On Campus | Alumni
The spin transfer torque (STT) effect can transfer angular momentum between conduction electrons and the magnetization in a ferromagnet. The STT effect was predicted by John Slonscewski and Luc Berger, for which they are receiving the 2013 Buckley Prize form the American Physical. There is considerable interest in the STT effect, as it can be used to switch the magnetization in magnetic random access memories or can be used to generate tunable, coherent oscillations in the range of GHz to tens of GHz. These latter devices, spin torque ocillators (STOs), are typically realized either in magnetic tunnel junctions (MTJs), or metallic nano-contact junctions. These both consist of two thin ferromagnetic layers, and in one the magnetization is free to move in the plane. In an MTJ, the layers are separated by a thin insulator (typically MgO), and in a metallic nanocontact by a normal metal (typically Cu).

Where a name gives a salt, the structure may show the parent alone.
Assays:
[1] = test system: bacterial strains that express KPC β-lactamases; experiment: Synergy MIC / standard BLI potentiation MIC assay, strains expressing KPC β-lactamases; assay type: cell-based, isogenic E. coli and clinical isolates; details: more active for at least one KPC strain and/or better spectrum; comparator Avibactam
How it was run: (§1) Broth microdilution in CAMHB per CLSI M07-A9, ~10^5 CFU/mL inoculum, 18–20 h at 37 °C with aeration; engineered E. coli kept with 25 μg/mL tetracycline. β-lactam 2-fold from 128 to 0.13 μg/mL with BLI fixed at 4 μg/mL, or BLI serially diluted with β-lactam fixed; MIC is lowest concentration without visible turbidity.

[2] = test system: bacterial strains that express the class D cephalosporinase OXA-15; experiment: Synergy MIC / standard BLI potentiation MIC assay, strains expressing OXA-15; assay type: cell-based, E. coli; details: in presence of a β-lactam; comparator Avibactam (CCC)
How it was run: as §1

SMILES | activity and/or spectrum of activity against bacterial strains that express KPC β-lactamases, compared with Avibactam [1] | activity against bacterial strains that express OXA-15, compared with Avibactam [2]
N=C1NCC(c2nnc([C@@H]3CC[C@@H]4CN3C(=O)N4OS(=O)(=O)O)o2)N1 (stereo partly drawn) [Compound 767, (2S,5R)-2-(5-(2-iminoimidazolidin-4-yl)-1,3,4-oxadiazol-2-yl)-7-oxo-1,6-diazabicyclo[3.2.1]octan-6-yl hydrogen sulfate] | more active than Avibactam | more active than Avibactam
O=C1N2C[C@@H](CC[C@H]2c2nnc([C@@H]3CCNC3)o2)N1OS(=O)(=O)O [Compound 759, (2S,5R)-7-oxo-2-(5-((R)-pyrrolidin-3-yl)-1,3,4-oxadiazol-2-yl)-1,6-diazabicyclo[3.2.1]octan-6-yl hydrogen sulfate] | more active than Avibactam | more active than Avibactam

The STOs are useful for microwave applications due to their attractive combination of very large frequency tuning ranges efficient spin-wave emission in magnonic devices, very high modulation rates, sub-micron footprints, and straightforward integration with semiconductor technology using the same processes as Magnetoresistive Random Access Memory.
In this Colloquium, I will discuss the underlying physics of the STT effect, and also discuss the dynamics of the driven spin torque oscillators. The presence of several modes in them leads to interesting effects but also limits the coherence of the oscillators.